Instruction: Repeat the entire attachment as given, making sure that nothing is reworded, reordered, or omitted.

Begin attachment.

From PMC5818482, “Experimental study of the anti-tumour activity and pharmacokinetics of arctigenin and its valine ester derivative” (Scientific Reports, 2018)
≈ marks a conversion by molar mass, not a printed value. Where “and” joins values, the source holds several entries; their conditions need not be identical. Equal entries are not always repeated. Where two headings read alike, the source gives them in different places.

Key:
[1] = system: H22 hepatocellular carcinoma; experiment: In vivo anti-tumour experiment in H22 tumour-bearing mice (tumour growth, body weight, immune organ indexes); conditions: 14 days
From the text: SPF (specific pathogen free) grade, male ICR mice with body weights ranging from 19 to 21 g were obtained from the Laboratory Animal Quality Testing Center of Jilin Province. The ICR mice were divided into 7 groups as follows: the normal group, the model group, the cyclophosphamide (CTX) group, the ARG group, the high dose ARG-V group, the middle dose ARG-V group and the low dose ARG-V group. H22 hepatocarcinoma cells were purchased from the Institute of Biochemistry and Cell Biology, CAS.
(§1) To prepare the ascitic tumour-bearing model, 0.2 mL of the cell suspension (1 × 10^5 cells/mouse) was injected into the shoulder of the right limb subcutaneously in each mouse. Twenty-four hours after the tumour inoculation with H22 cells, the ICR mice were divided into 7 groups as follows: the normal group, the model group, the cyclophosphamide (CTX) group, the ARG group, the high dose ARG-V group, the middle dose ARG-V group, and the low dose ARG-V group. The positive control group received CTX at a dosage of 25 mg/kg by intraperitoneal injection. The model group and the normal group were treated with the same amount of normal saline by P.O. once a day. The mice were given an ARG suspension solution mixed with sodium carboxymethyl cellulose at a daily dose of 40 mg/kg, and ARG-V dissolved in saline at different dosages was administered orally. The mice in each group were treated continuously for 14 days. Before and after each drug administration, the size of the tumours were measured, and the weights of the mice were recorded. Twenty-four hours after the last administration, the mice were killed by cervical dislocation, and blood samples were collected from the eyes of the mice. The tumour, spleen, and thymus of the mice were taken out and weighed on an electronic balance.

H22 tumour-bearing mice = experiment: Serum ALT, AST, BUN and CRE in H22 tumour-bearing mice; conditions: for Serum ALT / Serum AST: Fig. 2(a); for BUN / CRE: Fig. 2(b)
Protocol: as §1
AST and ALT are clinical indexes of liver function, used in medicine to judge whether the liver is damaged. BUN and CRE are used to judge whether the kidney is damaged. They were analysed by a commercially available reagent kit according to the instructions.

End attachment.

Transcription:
From PMC5818482, “Experimental study of the anti-tumour activity and pharmacokinetics of arctigenin and its valine ester derivative” (Scientific Reports, 2018)
≈ marks a conversion by molar mass, not a printed value. Where “and” joins values, the source holds several entries; their conditions need not be identical. Equal entries are not always repeated. Where two headings read alike, the source gives them in different places.

Key:
[1] = system: H22 hepatocellular carcinoma; experiment: In vivo anti-tumour experiment in H22 tumour-bearing mice (tumour growth, body weight, immune organ indexes); conditions: 14 days
From the text: SPF (specific pathogen free) grade, male ICR mice with body weights ranging from 19 to 21 g were obtained from the Laboratory Animal Quality Testing Center of Jilin Province. The ICR mice were divided into 7 groups as follows: the normal group, the model group, the cyclophosphamide (CTX) group, the ARG group, the high dose ARG-V group, the middle dose ARG-V group and the low dose ARG-V group. H22 hepatocarcinoma cells were purchased from the Institute of Biochemistry and Cell Biology, CAS.
(§1) To prepare the ascitic tumour-bearing model, 0.2 mL of the cell suspension (1 × 10^5 cells/mouse) was injected into the shoulder of the right limb subcutaneously in each mouse. Twenty-four hours after the tumour inoculation with H22 cells, the ICR mice were divided into 7 groups as follows: the normal group, the model group, the cyclophosphamide (CTX) group, the ARG group, the high dose ARG-V group, the middle dose ARG-V group, and the low dose ARG-V group. The positive control group received CTX at a dosage of 25 mg/kg by intraperitoneal injection. The model group and the normal group were treated with the same amount of normal saline by P.O. once a day. The mice were given an ARG suspension solution mixed with sodium carboxymethyl cellulose at a daily dose of 40 mg/kg, and ARG-V dissolved in saline at different dosages was administered orally. The mice in each group were treated continuously for 14 days. Before and after each drug administration, the size of the tumours were measured, and the weights of the mice were recorded. Twenty-four hours after the last administration, the mice were killed by cervical dislocation, and blood samples were collected from the eyes of the mice. The tumour, spleen, and thymus of the mice were taken out and weighed on an electronic balance.

H22 tumour-bearing mice = experiment: Serum ALT, AST, BUN and CRE in H22 tumour-bearing mice; conditions: for Serum ALT / Serum AST: Fig. 2(a); for BUN / CRE: Fig. 2(b)
Protocol: as §1
AST and ALT are clinical indexes of liver function, used in medicine to judge whether the liver is damaged. BUN and CRE are used to judge whether the kidney is damaged. They were analysed by a commercially available reagent kit according to the instructions.